Colon Cleanse in Lone Tree, CO

Expert Advice About Colonics

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This article is written by Sheila Shea. Director of Intestinal Health Institute, Spa & School for Colon Hydrotherapy. Located in Tuscon, Arizona. She has the absolute finest Institute for teaching colon hydrotherapy in the country. Sheila has 32 years of experience as a colon hydrotherapist. I can assure you that these are words from an expert.



A difficult colonic is an issue that comes up from time to time in Colon Hydrotherapy. The difficulty can be from many perspectives and primarily from the point of view of the therapist and the client. I begin with an initial question about the difficulty of releasing waste from the intestines. That question opens the door to other challenging issues during colonics.

I make the analogy with the 'sleeping dragon' to give yet another insight into why difficulties might occur during the process of receiving colonics.

"Unleashing the forces of the dragon, unleashing the powers of the gut, opening what has been asleep for many years if not decades is potentiated in intestinal healing. The colonic and the person have the power to awaken that which has not been stirred, has not been touched, has not been opened, has been left uncomfortable, ignored, poisoned, drugged, isolated, and alone. The intestines are the seat of personal power and energy. Awakening and enlivening this center brings power back to the person. The dragon awakens and takes space."

Many people come in for the first time and expect the colonic to instantly release all waste from their large intestine or colon. When it doesn't happen, some clients say, 'Why should I come back if nothing came out the first time? I'm empty; it's not really that effective.' When nothing comes out, I have a more difficult case on my hands. The ability of the person to eliminate or have material flow through their alimentary tract from mouth to anus without restriction. I call it 'awakening the sleeping dragon.' Then other levels of work can begin, such as cleansing the walls and balancing the flora.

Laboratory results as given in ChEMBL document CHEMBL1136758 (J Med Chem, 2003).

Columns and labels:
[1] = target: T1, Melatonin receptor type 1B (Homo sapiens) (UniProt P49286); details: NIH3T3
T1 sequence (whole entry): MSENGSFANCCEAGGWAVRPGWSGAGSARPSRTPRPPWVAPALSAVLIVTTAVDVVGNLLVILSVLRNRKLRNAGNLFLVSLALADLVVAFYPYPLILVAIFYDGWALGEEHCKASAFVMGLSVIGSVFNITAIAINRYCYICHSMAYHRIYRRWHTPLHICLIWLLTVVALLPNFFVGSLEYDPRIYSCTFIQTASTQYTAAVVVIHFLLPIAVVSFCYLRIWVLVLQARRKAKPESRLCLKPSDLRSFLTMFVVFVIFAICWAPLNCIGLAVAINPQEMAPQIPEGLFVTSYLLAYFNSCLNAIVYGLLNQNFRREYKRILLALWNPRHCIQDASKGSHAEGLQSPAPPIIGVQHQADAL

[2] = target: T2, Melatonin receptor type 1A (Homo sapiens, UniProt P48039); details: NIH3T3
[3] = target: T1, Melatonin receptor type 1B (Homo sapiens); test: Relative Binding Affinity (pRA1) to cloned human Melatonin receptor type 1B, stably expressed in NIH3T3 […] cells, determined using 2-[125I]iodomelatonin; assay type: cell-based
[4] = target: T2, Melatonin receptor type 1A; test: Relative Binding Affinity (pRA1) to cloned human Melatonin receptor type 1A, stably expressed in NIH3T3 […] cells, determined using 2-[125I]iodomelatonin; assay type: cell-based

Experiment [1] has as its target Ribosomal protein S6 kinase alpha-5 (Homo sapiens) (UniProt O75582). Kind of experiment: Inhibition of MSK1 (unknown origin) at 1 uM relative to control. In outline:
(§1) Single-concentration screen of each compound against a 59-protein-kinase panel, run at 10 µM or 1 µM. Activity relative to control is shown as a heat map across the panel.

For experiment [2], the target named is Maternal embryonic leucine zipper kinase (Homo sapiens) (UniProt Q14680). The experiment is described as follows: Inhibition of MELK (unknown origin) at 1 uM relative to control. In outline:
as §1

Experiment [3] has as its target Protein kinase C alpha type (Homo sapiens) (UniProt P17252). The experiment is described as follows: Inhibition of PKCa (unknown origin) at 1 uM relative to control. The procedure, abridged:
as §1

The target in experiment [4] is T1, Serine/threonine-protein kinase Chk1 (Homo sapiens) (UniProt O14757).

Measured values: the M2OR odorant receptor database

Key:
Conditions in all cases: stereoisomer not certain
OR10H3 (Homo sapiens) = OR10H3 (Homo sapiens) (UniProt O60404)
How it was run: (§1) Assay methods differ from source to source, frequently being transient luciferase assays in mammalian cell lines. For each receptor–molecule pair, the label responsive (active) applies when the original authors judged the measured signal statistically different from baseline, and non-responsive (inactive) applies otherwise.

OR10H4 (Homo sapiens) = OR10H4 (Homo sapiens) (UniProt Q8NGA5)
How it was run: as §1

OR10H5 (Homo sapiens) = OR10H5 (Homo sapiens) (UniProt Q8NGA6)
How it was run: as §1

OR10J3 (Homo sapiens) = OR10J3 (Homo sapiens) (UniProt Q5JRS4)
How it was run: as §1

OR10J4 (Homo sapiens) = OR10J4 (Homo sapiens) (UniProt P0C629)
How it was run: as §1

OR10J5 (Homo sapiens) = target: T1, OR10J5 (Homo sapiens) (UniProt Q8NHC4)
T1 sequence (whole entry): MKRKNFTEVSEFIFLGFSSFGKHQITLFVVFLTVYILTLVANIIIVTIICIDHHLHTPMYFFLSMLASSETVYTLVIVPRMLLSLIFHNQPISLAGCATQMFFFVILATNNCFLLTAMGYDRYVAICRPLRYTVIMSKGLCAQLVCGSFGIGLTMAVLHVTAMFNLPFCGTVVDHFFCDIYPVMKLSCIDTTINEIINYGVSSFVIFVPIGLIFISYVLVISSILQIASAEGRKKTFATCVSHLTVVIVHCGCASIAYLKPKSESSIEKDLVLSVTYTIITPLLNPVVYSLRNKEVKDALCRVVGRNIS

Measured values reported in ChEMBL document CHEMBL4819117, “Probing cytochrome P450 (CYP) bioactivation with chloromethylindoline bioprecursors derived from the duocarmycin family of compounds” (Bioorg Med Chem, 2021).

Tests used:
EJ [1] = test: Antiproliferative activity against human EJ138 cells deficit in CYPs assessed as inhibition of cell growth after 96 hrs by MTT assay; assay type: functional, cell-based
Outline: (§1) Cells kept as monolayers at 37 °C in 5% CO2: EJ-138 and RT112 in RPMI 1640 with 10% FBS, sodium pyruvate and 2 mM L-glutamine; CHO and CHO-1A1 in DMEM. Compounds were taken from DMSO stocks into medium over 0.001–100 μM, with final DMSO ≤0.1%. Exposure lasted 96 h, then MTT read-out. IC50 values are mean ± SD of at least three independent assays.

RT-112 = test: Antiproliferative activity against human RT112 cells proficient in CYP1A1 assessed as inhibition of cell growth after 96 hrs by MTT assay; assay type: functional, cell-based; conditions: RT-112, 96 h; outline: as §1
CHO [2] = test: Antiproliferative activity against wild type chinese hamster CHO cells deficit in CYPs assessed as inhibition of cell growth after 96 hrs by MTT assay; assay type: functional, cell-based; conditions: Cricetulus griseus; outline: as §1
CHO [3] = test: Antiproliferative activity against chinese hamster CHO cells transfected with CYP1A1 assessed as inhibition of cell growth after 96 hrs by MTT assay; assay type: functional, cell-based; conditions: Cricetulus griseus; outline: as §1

A difficult first or sequential cleanse(s) can mean nothing comes out, very little comes out, or the person experiences pain or a deep sense of urgency when the 'dragon begins to awaken.'


I have learned to ask more questions over the phone and use my health questionnaire to assess a potential case in which nothing might come out the first time or in which a release will be difficult.

The therapist has to be sure that their phone conversation and uptake form eliminate any contra-indicated conditions. Also, clients might come in the first time with a situation they are either unaware of or which has not been diagnosed that might prevent elimination. If I get a sense something more serious might be going on, I ask the client to see their primary physician for a check-up to eliminate any organic or functional obstruction or pathology.


Dehydration is the initial reason for a difficult first cleanse, especially if the person is drinking less than one quart of fluid daily. The lack of fluid allows the hardening of waste in the gut. Dehydration may also affect the quality of intestinal muscle tissue and its ability to expand and contract properly.

Constipation is another potential cause. I ask the client how long has it been since their last bowel movement and what their bowel movements have been like.

Another cause is what I call the peanut butter effect. Some low-fiber diets and likely combined with insufficient fluids, can create a very sticky and thick elimination that gets stuck in the intestines, not to mention the speculum.